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On the face of it, the connections between the sedrah and haftarah of Bamidbar are slender. The first has to do with demography. Bamidbar begins with a census of the people. The haftarah begins with Hosea’s vision of a time when “the number of the children of Israel will be like the sand on the seashore, which cannot be measured or numbered.” There was a time when the Israelites could be counted; the day will come when they will be countless. That is one contrast between the future and the past.
The second goes deeper. The sedrah and the book that bears its name are called Bamidbar, “in the wilderness.” The book is about the wilderness years in both a physical and spiritual sense: a time of wandering and internal conflict. Hosea, however, foresees a time when God will bring the people back to the desert and enact a second honeymoon there:
“…I will lead her into the wilderness and speak tenderly to her. There she will respond as in the days of her youth, as in the day she came out of Egypt.”
What gives the haftarah its special resonance, however, is the fact that Bamidbar is always read on the Shabbat preceding Shavuot, the festival of the giving of the Torah at Mount Sinai. The fact that tradition chose this of all prophetic passages tells us something deeply moving about how the Jewish people understood this festival and about the Torah itself as the living connection between a people and God.
The story of Hosea is one of the strangest of that great chain of visionaries we call the prophets. It is the story of a marriage. The prophet married a woman called Gomer. He was deeply in love with her. We can infer this because, of all the prophets, Hosea is the most eloquent and passionate on the subject of love. Gomer, however, proved faithless. She left home, had a series of lovers, was serially unfaithful, and was eventually forced to sell herself into slavery. Yet Hosea, caught between anger and tender longing, found that he could not relinquish his love for her.
In a flash of prophetic insight, God leads him to understand that his own personal experience mirrors that between God and the Israelites. He had rescued them from slavery, led them through the wilderness and brought them to their new home, the land of Israel. But the people proved faithless. They worshipped other gods. They were promiscuous in their spiritual attachments. By rights, says God, I should have abandoned them. I should have called them (as the prophet called his third child) lo-ami, “you are not My people.” Yet God’s love is inextinguishable. He too cannot let go. Whatever the people’s sins, He will bring them back into the desert, scene of their first love, and their marriage will be renewed.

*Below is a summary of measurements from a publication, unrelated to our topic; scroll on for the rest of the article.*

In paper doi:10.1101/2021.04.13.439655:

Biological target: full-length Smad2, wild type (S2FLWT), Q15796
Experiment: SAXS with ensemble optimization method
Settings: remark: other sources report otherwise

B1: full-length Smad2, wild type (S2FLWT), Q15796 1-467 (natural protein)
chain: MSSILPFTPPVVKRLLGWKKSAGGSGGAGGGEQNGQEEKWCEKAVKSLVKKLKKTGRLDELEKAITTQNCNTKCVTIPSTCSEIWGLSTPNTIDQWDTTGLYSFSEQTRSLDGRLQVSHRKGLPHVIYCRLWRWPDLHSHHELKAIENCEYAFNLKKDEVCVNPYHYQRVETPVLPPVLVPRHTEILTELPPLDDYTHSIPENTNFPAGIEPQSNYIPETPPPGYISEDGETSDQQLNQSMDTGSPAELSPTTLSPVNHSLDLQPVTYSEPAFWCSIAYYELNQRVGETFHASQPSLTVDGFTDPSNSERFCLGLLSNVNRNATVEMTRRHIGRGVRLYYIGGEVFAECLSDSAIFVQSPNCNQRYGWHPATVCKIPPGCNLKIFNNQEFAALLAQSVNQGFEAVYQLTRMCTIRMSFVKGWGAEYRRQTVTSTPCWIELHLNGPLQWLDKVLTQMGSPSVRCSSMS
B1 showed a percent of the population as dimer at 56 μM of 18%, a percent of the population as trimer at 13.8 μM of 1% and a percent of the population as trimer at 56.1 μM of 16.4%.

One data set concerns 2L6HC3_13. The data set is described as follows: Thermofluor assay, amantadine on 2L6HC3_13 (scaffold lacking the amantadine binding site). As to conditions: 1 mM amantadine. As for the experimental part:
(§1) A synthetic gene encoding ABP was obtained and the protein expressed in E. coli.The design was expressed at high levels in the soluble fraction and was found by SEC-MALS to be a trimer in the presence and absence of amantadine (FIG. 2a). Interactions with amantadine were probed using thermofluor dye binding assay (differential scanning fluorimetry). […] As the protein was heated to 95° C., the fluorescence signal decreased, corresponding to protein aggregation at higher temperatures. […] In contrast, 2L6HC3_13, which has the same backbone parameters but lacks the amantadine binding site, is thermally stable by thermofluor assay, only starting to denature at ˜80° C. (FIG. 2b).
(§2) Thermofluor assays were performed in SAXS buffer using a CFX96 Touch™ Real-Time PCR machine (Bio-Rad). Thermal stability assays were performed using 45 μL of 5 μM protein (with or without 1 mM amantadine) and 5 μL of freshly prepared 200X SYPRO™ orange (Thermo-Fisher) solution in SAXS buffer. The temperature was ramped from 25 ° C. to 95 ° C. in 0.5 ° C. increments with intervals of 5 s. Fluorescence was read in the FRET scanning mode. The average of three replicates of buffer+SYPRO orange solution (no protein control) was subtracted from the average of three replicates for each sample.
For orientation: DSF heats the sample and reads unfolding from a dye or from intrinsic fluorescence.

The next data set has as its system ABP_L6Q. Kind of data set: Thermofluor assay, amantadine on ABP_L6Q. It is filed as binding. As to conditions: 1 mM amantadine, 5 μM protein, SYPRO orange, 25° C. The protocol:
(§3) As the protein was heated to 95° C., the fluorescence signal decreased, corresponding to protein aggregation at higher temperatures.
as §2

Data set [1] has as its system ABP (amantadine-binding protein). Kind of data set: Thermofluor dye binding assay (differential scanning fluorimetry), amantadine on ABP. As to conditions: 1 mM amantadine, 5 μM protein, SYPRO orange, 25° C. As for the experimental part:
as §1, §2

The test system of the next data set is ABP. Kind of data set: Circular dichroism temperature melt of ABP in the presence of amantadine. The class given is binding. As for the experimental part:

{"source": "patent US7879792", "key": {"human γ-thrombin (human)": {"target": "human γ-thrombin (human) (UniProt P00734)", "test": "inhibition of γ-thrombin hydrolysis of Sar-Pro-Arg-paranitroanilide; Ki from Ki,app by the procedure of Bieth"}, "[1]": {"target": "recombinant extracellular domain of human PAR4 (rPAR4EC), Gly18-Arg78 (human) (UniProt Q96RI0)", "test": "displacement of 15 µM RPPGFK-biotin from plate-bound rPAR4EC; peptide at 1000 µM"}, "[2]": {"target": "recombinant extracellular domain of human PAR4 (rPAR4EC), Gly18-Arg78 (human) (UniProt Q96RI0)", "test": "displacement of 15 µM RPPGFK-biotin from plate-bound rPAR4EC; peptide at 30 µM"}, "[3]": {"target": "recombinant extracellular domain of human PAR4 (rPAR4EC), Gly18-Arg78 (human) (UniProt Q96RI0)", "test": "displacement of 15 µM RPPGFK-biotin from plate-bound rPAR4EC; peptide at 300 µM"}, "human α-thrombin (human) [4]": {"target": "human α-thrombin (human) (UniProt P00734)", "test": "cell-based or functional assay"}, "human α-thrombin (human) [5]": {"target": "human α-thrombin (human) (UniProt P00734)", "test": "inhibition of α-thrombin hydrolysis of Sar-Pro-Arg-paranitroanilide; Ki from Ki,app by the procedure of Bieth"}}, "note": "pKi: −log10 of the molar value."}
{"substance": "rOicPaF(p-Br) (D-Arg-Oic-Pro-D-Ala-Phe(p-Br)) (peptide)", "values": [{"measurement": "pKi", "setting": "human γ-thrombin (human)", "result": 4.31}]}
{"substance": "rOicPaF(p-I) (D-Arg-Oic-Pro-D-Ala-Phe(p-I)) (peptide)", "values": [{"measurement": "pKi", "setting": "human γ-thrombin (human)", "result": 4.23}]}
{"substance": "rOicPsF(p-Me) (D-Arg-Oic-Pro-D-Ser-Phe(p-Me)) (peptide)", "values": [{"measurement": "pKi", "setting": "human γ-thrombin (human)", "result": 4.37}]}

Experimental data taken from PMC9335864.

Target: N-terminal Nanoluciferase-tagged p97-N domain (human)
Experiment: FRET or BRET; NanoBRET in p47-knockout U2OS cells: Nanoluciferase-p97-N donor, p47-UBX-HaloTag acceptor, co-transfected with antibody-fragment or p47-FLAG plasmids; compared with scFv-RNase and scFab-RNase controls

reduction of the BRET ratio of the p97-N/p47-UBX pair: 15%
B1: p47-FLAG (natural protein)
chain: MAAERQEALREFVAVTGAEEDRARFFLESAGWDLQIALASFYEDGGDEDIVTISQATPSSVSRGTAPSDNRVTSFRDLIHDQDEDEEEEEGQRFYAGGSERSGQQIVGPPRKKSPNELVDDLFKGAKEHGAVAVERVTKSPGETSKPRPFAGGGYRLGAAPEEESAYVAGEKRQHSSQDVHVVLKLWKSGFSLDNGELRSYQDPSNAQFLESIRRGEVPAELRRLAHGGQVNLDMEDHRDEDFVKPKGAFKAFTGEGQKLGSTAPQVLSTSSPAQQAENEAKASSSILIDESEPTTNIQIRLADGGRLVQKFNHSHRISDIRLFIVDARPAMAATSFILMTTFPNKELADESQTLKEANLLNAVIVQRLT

The Talmud in Pesachim gives an extraordinary account of the dialogue between God and Hosea – the unwritten story of the episode that precedes the first chapter of the book of Hosea:
The Holy One, blessed be He, said to Hosea, “Your children have sinned.” To this, the prophet should have replied, “They are Your children, the children of your favored ones, Abraham, Isaac and Jacob. Be merciful to them.” Not only did he not say this but he actually said, “Lord of the universe, the whole world is yours. Exchange them for another nation.” The Holy One, blessed be He, said, “What shall I do with this old man? I will tell him to go and marry a prostitute and have children by her. Then I will tell him to send her away. If he can, then I too will send Israel away.”
There are few more telling passages in the whole of rabbinic literature. If I were to summarize it, I would say: Who is a leader of the Jewish people? Only one who loves the Jewish people. Reading the prophetic literature, it is easy to see the prophets as social critics. They see the people’s faults; they speak them aloud; their message is often a negative one, foretelling disaster. The Talmud is telling us that such a view is superficial and misses the essential point. The prophets loved their people. They spoke not out of condemnation but from the depths of deep desire. They knew that Israel was capable of, and had been summoned to, great things. They never criticized in order to distance themselves, to set themselves above and apart. They spoke in love – God’s love. That is why, in Israel’s darkest nights, the prophets always had a message of hope.
About the Author: Rabbi Lord Jonathan Sacks, former chief rabbi of the British Commonwealth, is the author of many books of Jewish thought, most recently “The Great Partnership: Science, Religion, and the Search for Meaning.”
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